Although Colorado’s legal cannabis industry has maintained a steady pace of increasing revenues over the years, a new market report from one of pot’s leading economic-research teams says it could be time to prepare for a plateau.
In BDS Analytics and Arcview‘s sixth annual State of Legal Marijuana Markets report, the two cannabis firms dive into each state with medical or recreational cannabis programs. Arcview, known for its investment and market research, notes that it’s never had so many states to cover in its report — and all that new competition will likely draw tourist buyers into new regions as they come online, including Nevada, California, Massachusetts, Canada and possibly Maine.
“With previous figures estimating one-in-three sales coming from out-of-state travelers, Colorado may have a lot to lose from increased U.S. market competition,” the report reads. “Many of those travelers may now have access closer to home, or will in the near future, and any increase in taxes — therefore an increase in price —will disincentivize cannabis tourism within a region.”
Denver is currently considering raising its cannabis sales tax by 2 percent to fund affordable-housing efforts, while in 2017 the Colorado Legislature approved raising the state’s marijuana special sales tax rate from 10 percent to 15 percent. The report sees these tax hikes as a potential reason for consumers to shift back to the illegal market.
“The extra tax burden will likely further slow the erosion of the illicit market. That erosion had already begun to slow substantially in 2017 as the legal market only grew 15 percent after booming at a 58 percent [compound annual growth rate] from 2013 to 2016,” the report reads. “Further tax increases may also prove counterproductive. With more legal markets coming online every year, the need for cannabis tourists to travel to the early-adoption states, like Colorado and Washington, is diminished.”
However, data gathered by BDS also notes that Colorado’s illegal cannabis market was responsible for the smallest share of consumer spending out of all the states surveyed, at 33 percent — over 50 percent lower than the national average.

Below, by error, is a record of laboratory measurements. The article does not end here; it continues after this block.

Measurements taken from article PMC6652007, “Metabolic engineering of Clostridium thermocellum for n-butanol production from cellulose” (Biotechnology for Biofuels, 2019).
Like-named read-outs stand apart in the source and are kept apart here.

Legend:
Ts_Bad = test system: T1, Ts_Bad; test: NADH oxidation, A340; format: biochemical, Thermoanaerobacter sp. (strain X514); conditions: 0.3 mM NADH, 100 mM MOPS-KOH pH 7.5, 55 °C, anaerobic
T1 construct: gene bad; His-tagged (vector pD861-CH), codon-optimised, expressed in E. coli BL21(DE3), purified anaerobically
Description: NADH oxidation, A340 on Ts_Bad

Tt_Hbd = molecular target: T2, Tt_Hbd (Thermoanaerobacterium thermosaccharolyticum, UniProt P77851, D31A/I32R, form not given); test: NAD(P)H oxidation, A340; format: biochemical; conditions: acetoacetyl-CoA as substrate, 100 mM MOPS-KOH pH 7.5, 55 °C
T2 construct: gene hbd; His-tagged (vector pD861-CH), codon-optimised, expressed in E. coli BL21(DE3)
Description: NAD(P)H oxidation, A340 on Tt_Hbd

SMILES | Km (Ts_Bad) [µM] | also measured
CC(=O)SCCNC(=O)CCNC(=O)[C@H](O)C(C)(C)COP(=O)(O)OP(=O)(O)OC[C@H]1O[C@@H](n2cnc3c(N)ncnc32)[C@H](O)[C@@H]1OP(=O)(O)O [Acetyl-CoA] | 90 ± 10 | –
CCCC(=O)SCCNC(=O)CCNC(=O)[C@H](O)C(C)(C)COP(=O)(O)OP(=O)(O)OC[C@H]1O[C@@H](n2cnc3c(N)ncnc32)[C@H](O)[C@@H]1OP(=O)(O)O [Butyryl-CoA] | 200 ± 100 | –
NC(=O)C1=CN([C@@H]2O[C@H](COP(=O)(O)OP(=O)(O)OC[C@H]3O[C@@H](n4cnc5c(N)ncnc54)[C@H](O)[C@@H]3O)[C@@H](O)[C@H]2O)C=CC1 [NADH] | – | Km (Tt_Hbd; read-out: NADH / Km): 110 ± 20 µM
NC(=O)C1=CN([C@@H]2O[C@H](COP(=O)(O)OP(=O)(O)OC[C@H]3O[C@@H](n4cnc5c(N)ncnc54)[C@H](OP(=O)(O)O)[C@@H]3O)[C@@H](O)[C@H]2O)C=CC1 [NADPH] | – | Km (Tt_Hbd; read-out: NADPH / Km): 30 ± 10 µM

Colorado has already seen declining sales in 2018, in both April and May, according to the Colorado Department of Revenue. May’s revenue numbers also declined from the same month the year before, and included the lowest amount for medical marijuana sales since the DOR began tracking sales figures in 2014.
Although Arcview believes Colorado’s pot revenue will post a steady growth rate of around $200 million per year from 2017 to 2022, the firm predicts that MMJ patients will fall by over 14 percent during the same period.
Cheaper cannabis could also play a role in Colorado’s forecasted revenue slowing. The DOR recently estimated that a pound of wholesale commercial cannabis flower costs $846 on average, down from $2,007 in 2015. That drastic drop has trickled down to retail pricing, too, according to dispensary menu service WikiLeaf. Using data from dispensaries in Aurora, Colorado Springs, Denver and Fort Collins, WikiLeaf found the average price per gram was just $9.43 as of 2018, with the average price per eighth at $28.82, and ounces sitting at $168.20.
Grams of trim and shake can go as low as 50 cents in Colorado Springs, according to WikiLeaf founder Dan Nelson, while one dispensary in Denver recently charged $49 for a gram. These different levels of quality have made it harder to monitor standard pot prices, he says.
“We thought the highs and lows would come together eventually because the markets matured so much over the past couple of years — but then you’re dealing with different tiers of qualities. You have shake, you have top-shelf flower, and even [hash-infused] caviar,” Nelson explains. “We thought it was interesting to see the low end of things. Low-quality stuff like shake or trim is going for, like, $2 a gram.”